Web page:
• Analia Saban

    Why did Analytic Cubism have to be so drab? All that black, ocher, and gray. Something about Picasso and Braque’s joint effort to pry apart the conventions of naturalist painting—linear perspective, chiaroscuro, modeling—drove them toward the dullest of hues. Analia Saban’s exhibition “Punched Card” betrayed a similar impulse. Her work waged a campaign to disarticulate painting in a muted palette of matte black and linen beige. But whereas Cubism targeted painting’s signs, Saban’s post-centennial update took aim at painting’s techniques.

    The exhibition centered on two principal bodies

  • Jack Smith

    In Artists Space’s final exhibition at 55 Walker Street, a hulking television monitor screened mottled, mid-1970s footage of Jack Smith standing outside the Cologne Zoological Garden, resplendent in a feathered turban. “The Museum is filled with a lot of stuff chosen from artists who represent the artist as the playmate of the rich,” he intones. “These artists suck art out of everyday life and transfer it to paintings and other kinds of crusts and sell it to galleries—who in turn sell it to museums and the rich so that the art eventually ends up in penthouses and storage warehouses of

  • QUEENS INTERNATIONAL 2018: “VOLUMES”

    In 2013, the Queens Museum completed a new wing that doubled the institution’s size and created a skylit interior plaza for public gatherings. A second phase of construction will incorporate a branch of the Queens Library. To consider what forms of community engagement might arise from the merger of museum and library, the eighth Queens International will explore alternative modes of reading, information storage, and archival research, with work by Gabriela Salazar, Milford Graves, Camel Collective, and other borough-based artists. Concurrently,

  • ADELITA HUSNI-BEY

    “REPEAT DARKLY,” said Adelita Husni-Bey: “‘There is no such thing as society, there are men and women.’” During an interview with Clara Schulmann in 2015, Husni-Bey uttered Margaret Thatcher’s famous words as if they were a sinister spell—in J. L. Austin’s terms, not a constative (“There is no society”), but a performative (“I, Thatcher, hereby abolish society”). Husni-Bey is hardly alone in ascribing a malevolent power to the Iron Lady. Across Britain, downloads of “Ding-Dong! The Witch Is Dead” shot up when Thatcher passed away in 2013. And while the Munchkin effervescence was doubtless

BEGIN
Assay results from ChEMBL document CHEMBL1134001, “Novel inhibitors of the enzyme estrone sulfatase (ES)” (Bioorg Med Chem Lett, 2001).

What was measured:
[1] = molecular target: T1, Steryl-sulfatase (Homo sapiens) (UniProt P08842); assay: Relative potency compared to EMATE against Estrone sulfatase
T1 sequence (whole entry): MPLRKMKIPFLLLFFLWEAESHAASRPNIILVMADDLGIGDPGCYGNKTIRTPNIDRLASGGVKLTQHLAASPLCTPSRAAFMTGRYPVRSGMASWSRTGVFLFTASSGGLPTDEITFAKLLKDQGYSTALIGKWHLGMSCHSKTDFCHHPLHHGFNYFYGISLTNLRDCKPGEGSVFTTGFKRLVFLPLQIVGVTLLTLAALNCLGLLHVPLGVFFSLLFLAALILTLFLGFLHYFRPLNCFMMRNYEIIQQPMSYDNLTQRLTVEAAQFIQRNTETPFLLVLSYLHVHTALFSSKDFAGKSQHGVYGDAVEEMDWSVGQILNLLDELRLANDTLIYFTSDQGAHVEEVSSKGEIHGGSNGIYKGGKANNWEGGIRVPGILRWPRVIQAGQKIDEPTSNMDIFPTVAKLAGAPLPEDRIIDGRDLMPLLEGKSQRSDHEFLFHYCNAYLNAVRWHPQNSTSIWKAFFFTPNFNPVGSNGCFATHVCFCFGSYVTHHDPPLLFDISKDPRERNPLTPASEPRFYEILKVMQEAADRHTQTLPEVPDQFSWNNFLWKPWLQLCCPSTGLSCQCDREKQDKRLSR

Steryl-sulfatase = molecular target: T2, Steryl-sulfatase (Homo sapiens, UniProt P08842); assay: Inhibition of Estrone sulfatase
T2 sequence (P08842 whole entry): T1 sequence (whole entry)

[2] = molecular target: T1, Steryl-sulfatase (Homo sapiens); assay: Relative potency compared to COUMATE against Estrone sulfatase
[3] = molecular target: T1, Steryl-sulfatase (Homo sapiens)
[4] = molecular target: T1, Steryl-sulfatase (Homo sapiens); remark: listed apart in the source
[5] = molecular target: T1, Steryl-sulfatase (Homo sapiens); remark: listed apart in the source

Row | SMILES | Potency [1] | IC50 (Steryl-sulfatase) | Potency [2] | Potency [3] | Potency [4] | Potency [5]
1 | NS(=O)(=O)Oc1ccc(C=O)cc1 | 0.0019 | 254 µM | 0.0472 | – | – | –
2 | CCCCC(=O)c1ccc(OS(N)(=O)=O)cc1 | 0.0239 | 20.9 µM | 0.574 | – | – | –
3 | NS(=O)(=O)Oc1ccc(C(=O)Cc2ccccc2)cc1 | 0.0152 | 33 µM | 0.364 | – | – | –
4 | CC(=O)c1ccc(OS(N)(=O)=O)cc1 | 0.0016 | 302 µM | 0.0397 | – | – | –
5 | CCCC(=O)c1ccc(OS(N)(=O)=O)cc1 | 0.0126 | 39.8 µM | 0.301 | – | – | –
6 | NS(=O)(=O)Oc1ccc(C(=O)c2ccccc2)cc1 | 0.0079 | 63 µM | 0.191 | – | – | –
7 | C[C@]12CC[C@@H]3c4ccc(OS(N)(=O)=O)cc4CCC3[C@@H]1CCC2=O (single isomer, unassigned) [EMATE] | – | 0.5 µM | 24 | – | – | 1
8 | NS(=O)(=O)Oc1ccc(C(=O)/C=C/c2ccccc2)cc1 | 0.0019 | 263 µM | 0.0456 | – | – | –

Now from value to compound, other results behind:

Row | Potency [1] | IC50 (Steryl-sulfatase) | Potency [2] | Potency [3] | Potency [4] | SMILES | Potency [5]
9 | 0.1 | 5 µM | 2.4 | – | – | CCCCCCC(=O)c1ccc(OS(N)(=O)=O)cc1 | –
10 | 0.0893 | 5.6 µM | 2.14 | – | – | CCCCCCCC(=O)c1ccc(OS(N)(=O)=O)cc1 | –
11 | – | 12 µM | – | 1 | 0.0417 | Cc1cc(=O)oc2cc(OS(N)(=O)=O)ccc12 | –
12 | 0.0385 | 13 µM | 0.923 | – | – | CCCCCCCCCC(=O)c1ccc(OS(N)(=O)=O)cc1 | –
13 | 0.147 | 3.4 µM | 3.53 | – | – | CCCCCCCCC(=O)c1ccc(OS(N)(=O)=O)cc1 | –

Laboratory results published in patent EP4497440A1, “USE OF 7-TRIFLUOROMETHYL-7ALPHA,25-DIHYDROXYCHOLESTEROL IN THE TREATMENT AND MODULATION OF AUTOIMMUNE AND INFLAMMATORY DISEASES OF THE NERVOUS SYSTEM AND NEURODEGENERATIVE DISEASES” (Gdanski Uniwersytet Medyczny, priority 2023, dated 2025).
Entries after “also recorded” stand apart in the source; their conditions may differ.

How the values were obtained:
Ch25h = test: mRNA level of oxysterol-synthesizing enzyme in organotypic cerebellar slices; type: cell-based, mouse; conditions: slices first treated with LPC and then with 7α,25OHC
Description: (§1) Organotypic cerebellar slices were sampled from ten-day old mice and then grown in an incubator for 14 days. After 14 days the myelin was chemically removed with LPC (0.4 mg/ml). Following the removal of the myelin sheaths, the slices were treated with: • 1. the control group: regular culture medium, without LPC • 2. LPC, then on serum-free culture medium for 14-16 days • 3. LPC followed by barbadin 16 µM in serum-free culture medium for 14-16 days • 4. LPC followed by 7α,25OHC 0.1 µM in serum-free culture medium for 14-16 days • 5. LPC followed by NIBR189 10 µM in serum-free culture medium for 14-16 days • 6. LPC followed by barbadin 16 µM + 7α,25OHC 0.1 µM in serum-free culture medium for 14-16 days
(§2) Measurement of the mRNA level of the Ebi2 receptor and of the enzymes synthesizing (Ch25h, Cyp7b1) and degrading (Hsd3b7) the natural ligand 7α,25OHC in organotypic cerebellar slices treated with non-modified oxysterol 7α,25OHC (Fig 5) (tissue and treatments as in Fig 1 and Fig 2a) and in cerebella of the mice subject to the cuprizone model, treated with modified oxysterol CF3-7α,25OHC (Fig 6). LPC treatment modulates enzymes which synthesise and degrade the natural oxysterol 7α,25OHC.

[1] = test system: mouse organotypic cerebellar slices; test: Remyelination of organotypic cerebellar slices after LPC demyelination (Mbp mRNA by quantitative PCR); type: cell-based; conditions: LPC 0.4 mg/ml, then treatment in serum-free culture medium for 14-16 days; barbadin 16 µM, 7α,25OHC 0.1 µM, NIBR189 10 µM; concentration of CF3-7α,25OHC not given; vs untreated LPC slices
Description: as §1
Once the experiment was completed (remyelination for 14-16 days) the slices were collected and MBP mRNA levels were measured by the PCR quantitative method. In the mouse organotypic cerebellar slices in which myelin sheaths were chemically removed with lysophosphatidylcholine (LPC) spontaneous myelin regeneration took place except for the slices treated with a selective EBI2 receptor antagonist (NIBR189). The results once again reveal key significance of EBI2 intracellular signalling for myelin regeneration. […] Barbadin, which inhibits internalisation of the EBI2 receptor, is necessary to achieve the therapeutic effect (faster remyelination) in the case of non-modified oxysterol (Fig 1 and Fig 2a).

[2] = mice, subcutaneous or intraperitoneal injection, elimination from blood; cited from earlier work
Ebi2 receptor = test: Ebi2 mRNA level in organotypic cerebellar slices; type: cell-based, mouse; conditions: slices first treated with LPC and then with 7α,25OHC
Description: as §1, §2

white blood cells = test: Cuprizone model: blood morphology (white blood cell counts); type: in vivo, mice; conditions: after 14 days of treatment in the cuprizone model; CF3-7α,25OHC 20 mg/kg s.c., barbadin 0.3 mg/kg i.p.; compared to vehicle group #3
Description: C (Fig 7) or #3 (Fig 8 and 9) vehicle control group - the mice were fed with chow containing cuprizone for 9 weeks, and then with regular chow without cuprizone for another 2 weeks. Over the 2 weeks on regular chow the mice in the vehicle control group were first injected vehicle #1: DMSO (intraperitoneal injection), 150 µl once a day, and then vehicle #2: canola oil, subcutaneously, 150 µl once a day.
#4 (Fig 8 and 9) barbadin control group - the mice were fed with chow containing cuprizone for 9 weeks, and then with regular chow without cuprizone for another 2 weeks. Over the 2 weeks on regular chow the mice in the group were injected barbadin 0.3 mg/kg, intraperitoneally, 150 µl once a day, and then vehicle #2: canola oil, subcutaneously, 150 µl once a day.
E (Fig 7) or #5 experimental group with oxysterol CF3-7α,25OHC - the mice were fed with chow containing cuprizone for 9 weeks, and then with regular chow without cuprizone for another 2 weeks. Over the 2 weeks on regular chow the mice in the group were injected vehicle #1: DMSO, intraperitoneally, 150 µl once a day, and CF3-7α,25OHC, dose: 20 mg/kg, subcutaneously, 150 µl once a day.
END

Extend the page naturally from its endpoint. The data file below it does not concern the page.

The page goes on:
• Bogosi Sekhukhuni

    So much for small talk. For his solo debut in North America, Bogosi Sekhukhuni positioned the exhibition’s unwieldiest artwork at the gallery’s entrance. The video by NTU (Bogosi Sekhukhuni with Nolan Oswald Dennis and Tabita Rezaire) Thus Saith the Lord (Overunity), 2015, opens with a narrator arguing in voice-over that science’s rationalist paradigm fails to account for the multiple historical figures who have attributed their major discoveries to visions or dreams. Blurry jpeg portraits of Dmitri Mendeleev, Srinivasa Ramanujan, and Albert Einstein flash across the screen, leading finally to

  • Sean Raspet

    While researching Soviet Constructivism for her book The Artist as Producer (2005), Maria Gough uncovered one of history’s great ironies: After the Russian Revolution, the avant-garde agreed on the common goal of integrating art with mass production. The artist who came closest to succeeding, Karl Ioganson, is now the least well known of his peers. Ioganson so dedicated himself to improving factory-floor efficiency that his records were not housed alongside those of Aleksandr Rodchenko or Lyubov Popova but were instead located in the Soviet Union’s archives of industry and labor.

    I sometimes